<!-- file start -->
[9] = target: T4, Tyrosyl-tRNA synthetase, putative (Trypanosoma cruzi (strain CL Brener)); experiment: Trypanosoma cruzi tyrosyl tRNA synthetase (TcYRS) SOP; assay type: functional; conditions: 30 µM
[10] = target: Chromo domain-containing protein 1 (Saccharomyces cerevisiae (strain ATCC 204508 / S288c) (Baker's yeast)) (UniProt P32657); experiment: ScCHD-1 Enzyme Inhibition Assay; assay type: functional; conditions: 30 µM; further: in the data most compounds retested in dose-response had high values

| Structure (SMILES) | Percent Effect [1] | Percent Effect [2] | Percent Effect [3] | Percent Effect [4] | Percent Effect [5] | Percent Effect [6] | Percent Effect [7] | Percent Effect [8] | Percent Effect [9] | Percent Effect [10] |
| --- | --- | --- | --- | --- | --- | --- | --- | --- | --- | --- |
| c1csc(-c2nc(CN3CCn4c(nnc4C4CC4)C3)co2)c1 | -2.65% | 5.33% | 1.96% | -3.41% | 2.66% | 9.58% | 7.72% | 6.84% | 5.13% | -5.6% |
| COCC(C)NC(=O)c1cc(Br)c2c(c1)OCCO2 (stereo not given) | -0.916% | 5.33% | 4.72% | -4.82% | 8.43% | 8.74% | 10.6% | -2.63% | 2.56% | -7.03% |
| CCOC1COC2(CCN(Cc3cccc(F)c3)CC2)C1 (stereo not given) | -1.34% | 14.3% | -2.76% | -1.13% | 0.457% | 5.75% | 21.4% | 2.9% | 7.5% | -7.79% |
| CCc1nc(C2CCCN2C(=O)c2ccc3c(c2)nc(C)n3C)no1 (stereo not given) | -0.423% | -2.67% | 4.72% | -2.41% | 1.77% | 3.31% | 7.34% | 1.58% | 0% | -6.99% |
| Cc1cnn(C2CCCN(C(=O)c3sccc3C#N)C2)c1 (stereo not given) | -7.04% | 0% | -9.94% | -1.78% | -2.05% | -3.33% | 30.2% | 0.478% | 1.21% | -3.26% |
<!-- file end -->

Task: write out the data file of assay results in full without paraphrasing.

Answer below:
[9] = target: T4, Tyrosyl-tRNA synthetase, putative (Trypanosoma cruzi (strain CL Brener)); experiment: Trypanosoma cruzi tyrosyl tRNA synthetase (TcYRS) SOP; assay type: functional; conditions: 30 µM
[10] = target: Chromo domain-containing protein 1 (Saccharomyces cerevisiae (strain ATCC 204508 / S288c) (Baker's yeast)) (UniProt P32657); experiment: ScCHD-1 Enzyme Inhibition Assay; assay type: functional; conditions: 30 µM; further: in the data most compounds retested in dose-response had high values

| Structure (SMILES) | Percent Effect [1] | Percent Effect [2] | Percent Effect [3] | Percent Effect [4] | Percent Effect [5] | Percent Effect [6] | Percent Effect [7] | Percent Effect [8] | Percent Effect [9] | Percent Effect [10] |
| --- | --- | --- | --- | --- | --- | --- | --- | --- | --- | --- |
| c1csc(-c2nc(CN3CCn4c(nnc4C4CC4)C3)co2)c1 | -2.65% | 5.33% | 1.96% | -3.41% | 2.66% | 9.58% | 7.72% | 6.84% | 5.13% | -5.6% |
| COCC(C)NC(=O)c1cc(Br)c2c(c1)OCCO2 (stereo not given) | -0.916% | 5.33% | 4.72% | -4.82% | 8.43% | 8.74% | 10.6% | -2.63% | 2.56% | -7.03% |
| CCOC1COC2(CCN(Cc3cccc(F)c3)CC2)C1 (stereo not given) | -1.34% | 14.3% | -2.76% | -1.13% | 0.457% | 5.75% | 21.4% | 2.9% | 7.5% | -7.79% |
| CCc1nc(C2CCCN2C(=O)c2ccc3c(c2)nc(C)n3C)no1 (stereo not given) | -0.423% | -2.67% | 4.72% | -2.41% | 1.77% | 3.31% | 7.34% | 1.58% | 0% | -6.99% |
| Cc1cnn(C2CCCN(C(=O)c3sccc3C#N)C2)c1 (stereo not given) | -7.04% | 0% | -9.94% | -1.78% | -2.05% | -3.33% | 30.2% | 0.478% | 1.21% | -3.26% |